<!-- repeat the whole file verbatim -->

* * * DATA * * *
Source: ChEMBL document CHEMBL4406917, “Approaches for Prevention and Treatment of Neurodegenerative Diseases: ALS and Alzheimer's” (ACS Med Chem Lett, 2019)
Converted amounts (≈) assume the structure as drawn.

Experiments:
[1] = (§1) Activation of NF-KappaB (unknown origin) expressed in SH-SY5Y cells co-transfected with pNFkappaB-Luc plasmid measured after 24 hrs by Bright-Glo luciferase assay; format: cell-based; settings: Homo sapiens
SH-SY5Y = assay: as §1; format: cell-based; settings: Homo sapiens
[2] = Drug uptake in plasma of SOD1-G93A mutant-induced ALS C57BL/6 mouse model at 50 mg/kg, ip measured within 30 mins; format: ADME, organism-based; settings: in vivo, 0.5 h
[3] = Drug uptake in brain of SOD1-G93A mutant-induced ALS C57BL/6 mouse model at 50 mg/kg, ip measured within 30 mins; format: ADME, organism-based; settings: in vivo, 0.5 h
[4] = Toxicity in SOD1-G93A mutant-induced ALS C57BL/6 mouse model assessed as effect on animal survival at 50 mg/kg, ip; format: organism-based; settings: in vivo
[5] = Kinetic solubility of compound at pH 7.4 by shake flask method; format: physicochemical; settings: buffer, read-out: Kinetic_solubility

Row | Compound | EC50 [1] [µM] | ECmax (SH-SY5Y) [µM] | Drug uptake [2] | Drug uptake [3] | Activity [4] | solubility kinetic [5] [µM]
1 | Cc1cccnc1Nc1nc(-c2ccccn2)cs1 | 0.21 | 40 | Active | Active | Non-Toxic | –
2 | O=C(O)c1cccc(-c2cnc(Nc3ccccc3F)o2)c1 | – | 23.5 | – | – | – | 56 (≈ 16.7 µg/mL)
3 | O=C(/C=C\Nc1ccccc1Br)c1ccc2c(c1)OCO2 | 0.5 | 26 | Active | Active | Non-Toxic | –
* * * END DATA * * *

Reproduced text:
Source: ChEMBL document CHEMBL4406917, “Approaches for Prevention and Treatment of Neurodegenerative Diseases: ALS and Alzheimer's” (ACS Med Chem Lett, 2019)
Converted amounts (≈) assume the structure as drawn.

Experiments:
[1] = (§1) Activation of NF-KappaB (unknown origin) expressed in SH-SY5Y cells co-transfected with pNFkappaB-Luc plasmid measured after 24 hrs by Bright-Glo luciferase assay; format: cell-based; settings: Homo sapiens
SH-SY5Y = assay: as §1; format: cell-based; settings: Homo sapiens
[2] = Drug uptake in plasma of SOD1-G93A mutant-induced ALS C57BL/6 mouse model at 50 mg/kg, ip measured within 30 mins; format: ADME, organism-based; settings: in vivo, 0.5 h
[3] = Drug uptake in brain of SOD1-G93A mutant-induced ALS C57BL/6 mouse model at 50 mg/kg, ip measured within 30 mins; format: ADME, organism-based; settings: in vivo, 0.5 h
[4] = Toxicity in SOD1-G93A mutant-induced ALS C57BL/6 mouse model assessed as effect on animal survival at 50 mg/kg, ip; format: organism-based; settings: in vivo
[5] = Kinetic solubility of compound at pH 7.4 by shake flask method; format: physicochemical; settings: buffer, read-out: Kinetic_solubility

Row | Compound | EC50 [1] [µM] | ECmax (SH-SY5Y) [µM] | Drug uptake [2] | Drug uptake [3] | Activity [4] | solubility kinetic [5] [µM]
1 | Cc1cccnc1Nc1nc(-c2ccccn2)cs1 | 0.21 | 40 | Active | Active | Non-Toxic | –
2 | O=C(O)c1cccc(-c2cnc(Nc3ccccc3F)o2)c1 | – | 23.5 | – | – | – | 56 (≈ 16.7 µg/mL)
3 | O=C(/C=C\Nc1ccccc1Br)c1ccc2c(c1)OCO2 | 0.5 | 26 | Active | Active | Non-Toxic | –